10 Things You Didn’t Know About Mysore Palace

Mysore, the land of royals and magnificent tourism is considered to be one of the most romantic and historical destinations of India. Apart from the Chamundi hills, Mysore is also called the “City of Palaces”. The city holds 7 splendid palaces and the Mysore Palace is in the crown of them all.

Any trip of Mysore is an incomplete venture without the tour of this glorious Fort. Here are some mind blowing facts about the Mysore palace that will induce you to pack your bags and leave for the unplanned vacation:

1. The Wooden Splendor

The Mysore Palace was formerly built with beautiful wooden design and interiors but was burnt down in the year 1897 during the marriage of Princess Jayalakshmmi. It was then commissioned to rebuild the palace which finished in 1912 with an estimated cost of Rs. 42 lakhs approximately. The latter built palace is an Indo-Saracenic combination of Muslim, Hindu, Rajput and Gothic styles of architecture.

2. Transforming Alterations

The newly constructed palace was an epitome of excellence which took 15 years of hard work and labor from the craftsmen. The entire designing and interiors responsibility was given by King Krishnarajender Wodeyar to British Architect Henry Irving. The final outcome was a three-storied rock assembly, with marble cupolas along with a 145-ft five-storied tower. The palace is surrounded by a large garden with added royal ornaments that make it more authentic.

3. Inbuilt Museum

The royal palace encompasses a beautiful collection of royal paintings, ornaments, costumes, souvenirs, and weapons etc. which are antique and possessed by the Wodeyar dynasty since centuries. The museum is decorated tastefully with delicately intricate carvings on all doors, handles created of pure silver, the mahogany ceilings, the marvelous courtroom and the white marble flooring makes it a visual treat.

4. Tourist Attraction

The Mysore palace has an annual count of more than 6 million visitors making it one of top visited places in India after the Taj Mahal.

5. The Royal Throne

The Golden Throne or the regal seat is an archetype of brilliance is also called Ratna Simhasana or Chinnahada Simhasana with splendid oeuvre on its gold plates which is showcased exclusively during the famous 10 day Dassehra festival of Mysore. The Maharajas used to sit on this golden throne and run the courtroom in the Palace’s Durbar Hall.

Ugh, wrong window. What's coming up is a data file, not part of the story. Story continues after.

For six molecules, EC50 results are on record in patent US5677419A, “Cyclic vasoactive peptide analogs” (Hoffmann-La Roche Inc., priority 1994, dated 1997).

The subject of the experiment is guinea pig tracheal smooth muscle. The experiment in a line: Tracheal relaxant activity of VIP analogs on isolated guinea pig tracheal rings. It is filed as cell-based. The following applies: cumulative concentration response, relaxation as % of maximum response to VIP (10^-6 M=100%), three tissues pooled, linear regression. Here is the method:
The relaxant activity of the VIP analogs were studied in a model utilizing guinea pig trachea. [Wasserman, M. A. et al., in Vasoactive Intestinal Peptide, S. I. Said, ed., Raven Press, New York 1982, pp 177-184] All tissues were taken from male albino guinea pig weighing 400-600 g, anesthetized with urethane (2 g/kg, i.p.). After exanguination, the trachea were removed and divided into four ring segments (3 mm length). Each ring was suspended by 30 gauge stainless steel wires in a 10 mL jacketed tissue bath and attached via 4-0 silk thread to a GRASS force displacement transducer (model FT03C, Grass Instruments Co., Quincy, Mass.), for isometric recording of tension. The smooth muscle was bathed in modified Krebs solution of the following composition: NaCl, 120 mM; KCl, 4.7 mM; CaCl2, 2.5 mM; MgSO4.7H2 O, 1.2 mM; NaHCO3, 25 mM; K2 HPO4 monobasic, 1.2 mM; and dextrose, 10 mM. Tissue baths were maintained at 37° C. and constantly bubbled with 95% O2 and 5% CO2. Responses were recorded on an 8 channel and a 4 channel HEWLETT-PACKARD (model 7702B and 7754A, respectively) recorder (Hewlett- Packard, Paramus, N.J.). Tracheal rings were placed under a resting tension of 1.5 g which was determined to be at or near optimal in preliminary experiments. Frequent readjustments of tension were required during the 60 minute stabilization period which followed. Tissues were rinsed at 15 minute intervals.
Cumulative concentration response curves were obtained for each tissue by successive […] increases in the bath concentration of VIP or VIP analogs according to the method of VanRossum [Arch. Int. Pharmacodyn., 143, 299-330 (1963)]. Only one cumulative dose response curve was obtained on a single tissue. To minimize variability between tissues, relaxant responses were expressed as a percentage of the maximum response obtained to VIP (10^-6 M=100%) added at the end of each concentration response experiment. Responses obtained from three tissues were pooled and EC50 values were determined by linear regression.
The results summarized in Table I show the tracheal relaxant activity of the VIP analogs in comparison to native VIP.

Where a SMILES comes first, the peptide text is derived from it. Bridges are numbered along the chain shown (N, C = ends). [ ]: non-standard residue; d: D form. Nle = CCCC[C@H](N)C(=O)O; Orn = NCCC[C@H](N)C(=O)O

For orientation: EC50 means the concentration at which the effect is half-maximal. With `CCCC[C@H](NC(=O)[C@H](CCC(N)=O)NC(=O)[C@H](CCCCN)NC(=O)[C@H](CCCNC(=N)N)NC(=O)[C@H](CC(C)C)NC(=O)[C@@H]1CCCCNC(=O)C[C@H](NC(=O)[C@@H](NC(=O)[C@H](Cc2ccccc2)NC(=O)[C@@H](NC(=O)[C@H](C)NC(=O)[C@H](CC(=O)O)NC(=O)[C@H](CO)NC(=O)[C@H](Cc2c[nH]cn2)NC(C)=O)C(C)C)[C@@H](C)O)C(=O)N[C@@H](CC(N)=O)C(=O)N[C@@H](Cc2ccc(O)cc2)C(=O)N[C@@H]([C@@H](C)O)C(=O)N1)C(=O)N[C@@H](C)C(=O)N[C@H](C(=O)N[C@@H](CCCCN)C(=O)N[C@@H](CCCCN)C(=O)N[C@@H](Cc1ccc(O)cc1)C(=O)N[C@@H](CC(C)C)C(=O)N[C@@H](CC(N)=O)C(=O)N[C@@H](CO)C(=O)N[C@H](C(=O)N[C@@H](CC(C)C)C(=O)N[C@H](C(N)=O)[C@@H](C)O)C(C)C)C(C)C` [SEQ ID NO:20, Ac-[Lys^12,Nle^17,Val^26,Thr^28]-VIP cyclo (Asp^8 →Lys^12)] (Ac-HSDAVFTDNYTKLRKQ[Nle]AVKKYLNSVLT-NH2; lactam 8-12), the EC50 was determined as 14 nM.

6. The Hindu Temples

Due to auspicious reasons in the earlier times, the kings used to build temples inside the forts or their premises. The Mysore palace complex has a medley of twelve beautifully carved and very exquisite Hindu temples. The oldest of these was built in the early 14th century, while the last temple was built after the Indian independence in 1953.

7. The Royal Paintings

The humongous and exquisitely brilliant painting of the eight manifestations of Goddess Durga Shakthi (strength) like the Shailputri, Bhramhacharini, Katyayani, Kalratri, Kushmanda are present in the palace along with an original work from the famous artist Raja Ravi Verma is also presented to the public’s spectacle.

8. Mysore Dussehra Festival

The Dussehra festival celebration of the Mysore Palace are touted to be one of the best affairs of the country. It is a 10 day festival during which the entire palace is decorated like a bride and hosts various number of parades and processions honoring the festivities. Many famous lead artists are welcomed to perform on the stage in between the palace grounds. During the ancient times, kings sat on the Ambari (Palanquin) which was conceded by an elephant throughout Dussehra. Today Goddess Durga’s idol (statue) placed in this Ambari during Dussehra festivities.

9. Modern Style Touring

All the tourists who visit the Mysore palace can now take part in the exciting entertainment and activities that happen during the Dussehra festivities. The palace management has introduced mini battery operated golf carts that is available from 10am to 6pm at the entrance of the palace with minimalistic rates i.e., Rs. 40 for adults Rs. 20 for child and Rs. 10 for educational tour (letter from school management needed)

10. Historic Appeal

The entire palace holds many stories that go way back during the monarchical era. Whether if it’s the Gombe thotti (entrance), Diwan-i-aam, Kalyana Mantapa(marriage hall) or Ambivalasa(king’s royal suite) all of these have special rooms filled with stories of the Kings anecdotes, princess tales, war strategies and many more making this palace historically substantial and principally enthralling.

Sukanya Mukherjee
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